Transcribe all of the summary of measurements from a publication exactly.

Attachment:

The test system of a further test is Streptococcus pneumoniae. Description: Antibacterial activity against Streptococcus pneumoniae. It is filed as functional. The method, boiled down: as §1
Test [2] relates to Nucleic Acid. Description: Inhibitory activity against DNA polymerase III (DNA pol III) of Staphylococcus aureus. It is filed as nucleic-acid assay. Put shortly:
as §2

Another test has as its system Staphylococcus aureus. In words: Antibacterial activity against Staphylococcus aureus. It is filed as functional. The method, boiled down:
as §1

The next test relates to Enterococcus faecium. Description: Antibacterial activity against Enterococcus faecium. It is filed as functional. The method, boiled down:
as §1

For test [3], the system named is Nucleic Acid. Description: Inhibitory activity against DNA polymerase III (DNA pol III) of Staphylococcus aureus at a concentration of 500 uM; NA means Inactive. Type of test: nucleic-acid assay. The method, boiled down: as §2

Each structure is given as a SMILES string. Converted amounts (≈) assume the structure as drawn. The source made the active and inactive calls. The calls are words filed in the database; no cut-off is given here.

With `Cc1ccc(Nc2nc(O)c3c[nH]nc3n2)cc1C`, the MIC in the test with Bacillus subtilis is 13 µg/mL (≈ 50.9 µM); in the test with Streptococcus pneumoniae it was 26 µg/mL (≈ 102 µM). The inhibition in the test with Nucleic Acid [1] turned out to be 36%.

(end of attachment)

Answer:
The test system of a further test is Streptococcus pneumoniae. Description: Antibacterial activity against Streptococcus pneumoniae. It is filed as functional. The method, boiled down: as §1
Test [2] relates to Nucleic Acid. Description: Inhibitory activity against DNA polymerase III (DNA pol III) of Staphylococcus aureus. It is filed as nucleic-acid assay. Put shortly:
as §2

Another test has as its system Staphylococcus aureus. In words: Antibacterial activity against Staphylococcus aureus. It is filed as functional. The method, boiled down:
as §1

The next test relates to Enterococcus faecium. Description: Antibacterial activity against Enterococcus faecium. It is filed as functional. The method, boiled down:
as §1

For test [3], the system named is Nucleic Acid. Description: Inhibitory activity against DNA polymerase III (DNA pol III) of Staphylococcus aureus at a concentration of 500 uM; NA means Inactive. Type of test: nucleic-acid assay. The method, boiled down: as §2

Each structure is given as a SMILES string. Converted amounts (≈) assume the structure as drawn. The source made the active and inactive calls. The calls are words filed in the database; no cut-off is given here.

With `Cc1ccc(Nc2nc(O)c3c[nH]nc3n2)cc1C`, the MIC in the test with Bacillus subtilis is 13 µg/mL (≈ 50.9 µM); in the test with Streptococcus pneumoniae it was 26 µg/mL (≈ 102 µM). The inhibition in the test with Nucleic Acid [1] turned out to be 36%.